When faced with such an attitude from service providers claimants are often made to feel at the very least unworthy and even offended at times when being spoken down to as some common benefit cheat rather than being recognised as a person trying their best and of good character. The additional attitude by some service provider staff when it comes to them implying that the claimant is not just a benefit cheat but also idle minded all adds to the problem.
When a person who has not only worked all their lives, and maybe also in some cases held very high profile jobs such as management level positions or being their own boss are told they are idle, not worthy or not clever enough to be of any true value, and even an untrustworthy benefit scrounger, by some service providers with such a patronising attitude then is it any wonder that many former hardworking people who now find themselves out of work become angry and offended?
Sadly with some people choosing to avoid returning to the workplace, and even being involved in petty crime in some cases, the job centre adviser or unemployment service person will not always be able to spot the difference between those who are genuine and those who are simply playing the system.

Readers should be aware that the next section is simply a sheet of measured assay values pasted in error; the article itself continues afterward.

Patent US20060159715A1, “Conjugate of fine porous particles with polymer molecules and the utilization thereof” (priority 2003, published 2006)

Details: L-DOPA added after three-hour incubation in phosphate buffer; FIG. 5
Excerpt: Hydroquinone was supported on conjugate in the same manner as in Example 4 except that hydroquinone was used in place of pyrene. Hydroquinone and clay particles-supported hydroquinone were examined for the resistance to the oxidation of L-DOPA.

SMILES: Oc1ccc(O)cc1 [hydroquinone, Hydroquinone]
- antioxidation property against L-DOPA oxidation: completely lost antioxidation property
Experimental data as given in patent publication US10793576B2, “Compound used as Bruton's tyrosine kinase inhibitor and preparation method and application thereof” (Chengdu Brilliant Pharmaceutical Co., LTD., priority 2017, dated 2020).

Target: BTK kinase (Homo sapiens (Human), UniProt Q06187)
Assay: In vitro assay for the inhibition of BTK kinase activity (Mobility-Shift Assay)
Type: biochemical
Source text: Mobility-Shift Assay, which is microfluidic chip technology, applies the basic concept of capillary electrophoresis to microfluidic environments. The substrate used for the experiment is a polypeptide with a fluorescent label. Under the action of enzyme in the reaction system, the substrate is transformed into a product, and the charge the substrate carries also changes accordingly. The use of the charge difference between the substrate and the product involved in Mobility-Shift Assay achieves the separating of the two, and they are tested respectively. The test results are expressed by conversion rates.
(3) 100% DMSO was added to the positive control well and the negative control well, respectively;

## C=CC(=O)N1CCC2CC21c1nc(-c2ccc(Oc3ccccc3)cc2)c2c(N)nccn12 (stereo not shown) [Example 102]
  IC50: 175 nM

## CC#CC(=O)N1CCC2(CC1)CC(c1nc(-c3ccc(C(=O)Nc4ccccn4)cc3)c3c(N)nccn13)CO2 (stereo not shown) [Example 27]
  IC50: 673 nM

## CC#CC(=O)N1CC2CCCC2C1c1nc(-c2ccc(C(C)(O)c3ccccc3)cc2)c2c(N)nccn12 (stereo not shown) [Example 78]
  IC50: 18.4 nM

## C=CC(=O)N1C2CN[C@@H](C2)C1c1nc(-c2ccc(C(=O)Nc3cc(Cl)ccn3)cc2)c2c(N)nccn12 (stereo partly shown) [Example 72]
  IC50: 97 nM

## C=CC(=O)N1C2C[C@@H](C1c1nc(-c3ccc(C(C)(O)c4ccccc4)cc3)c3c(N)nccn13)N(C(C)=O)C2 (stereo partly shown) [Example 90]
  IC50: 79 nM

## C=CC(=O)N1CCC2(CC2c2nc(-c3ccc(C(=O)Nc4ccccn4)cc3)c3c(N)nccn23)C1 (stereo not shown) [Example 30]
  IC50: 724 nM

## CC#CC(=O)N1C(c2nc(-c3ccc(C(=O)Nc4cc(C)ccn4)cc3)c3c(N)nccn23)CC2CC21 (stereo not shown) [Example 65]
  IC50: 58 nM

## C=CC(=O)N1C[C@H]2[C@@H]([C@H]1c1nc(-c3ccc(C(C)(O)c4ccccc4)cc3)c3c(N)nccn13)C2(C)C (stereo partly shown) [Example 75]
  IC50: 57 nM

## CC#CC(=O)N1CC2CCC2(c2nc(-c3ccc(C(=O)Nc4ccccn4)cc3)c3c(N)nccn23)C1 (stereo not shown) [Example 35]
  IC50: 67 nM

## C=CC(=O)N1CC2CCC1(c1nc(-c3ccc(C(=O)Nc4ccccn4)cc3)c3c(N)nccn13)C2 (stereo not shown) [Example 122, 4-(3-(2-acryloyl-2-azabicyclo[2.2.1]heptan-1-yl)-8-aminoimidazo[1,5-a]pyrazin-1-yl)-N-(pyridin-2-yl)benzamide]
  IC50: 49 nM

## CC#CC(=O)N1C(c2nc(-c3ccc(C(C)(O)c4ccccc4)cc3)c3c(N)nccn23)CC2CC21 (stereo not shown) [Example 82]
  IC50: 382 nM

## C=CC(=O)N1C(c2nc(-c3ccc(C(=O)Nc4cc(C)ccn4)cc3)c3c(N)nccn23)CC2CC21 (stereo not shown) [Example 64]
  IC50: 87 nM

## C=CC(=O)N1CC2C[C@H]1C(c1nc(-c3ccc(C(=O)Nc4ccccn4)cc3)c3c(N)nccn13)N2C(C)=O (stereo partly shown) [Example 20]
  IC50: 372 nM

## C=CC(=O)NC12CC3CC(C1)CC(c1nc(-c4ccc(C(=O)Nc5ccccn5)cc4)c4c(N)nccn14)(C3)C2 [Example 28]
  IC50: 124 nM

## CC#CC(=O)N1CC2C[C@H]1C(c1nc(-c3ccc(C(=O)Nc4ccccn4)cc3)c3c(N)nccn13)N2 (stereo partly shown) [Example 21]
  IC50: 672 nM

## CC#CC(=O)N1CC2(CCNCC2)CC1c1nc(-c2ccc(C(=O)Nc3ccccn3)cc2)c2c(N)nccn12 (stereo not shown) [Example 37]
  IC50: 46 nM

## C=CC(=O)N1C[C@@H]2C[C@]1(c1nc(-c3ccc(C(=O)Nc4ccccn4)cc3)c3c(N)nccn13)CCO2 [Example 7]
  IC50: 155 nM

This situation however could be better managed if such service providers took the time to look into, not only a person’s basic work history, but also the background details and positions held in the past, by the claimant, that covers not just what they did in the workplace but also what other things they may have done over the years and not just judge someone at face value alone.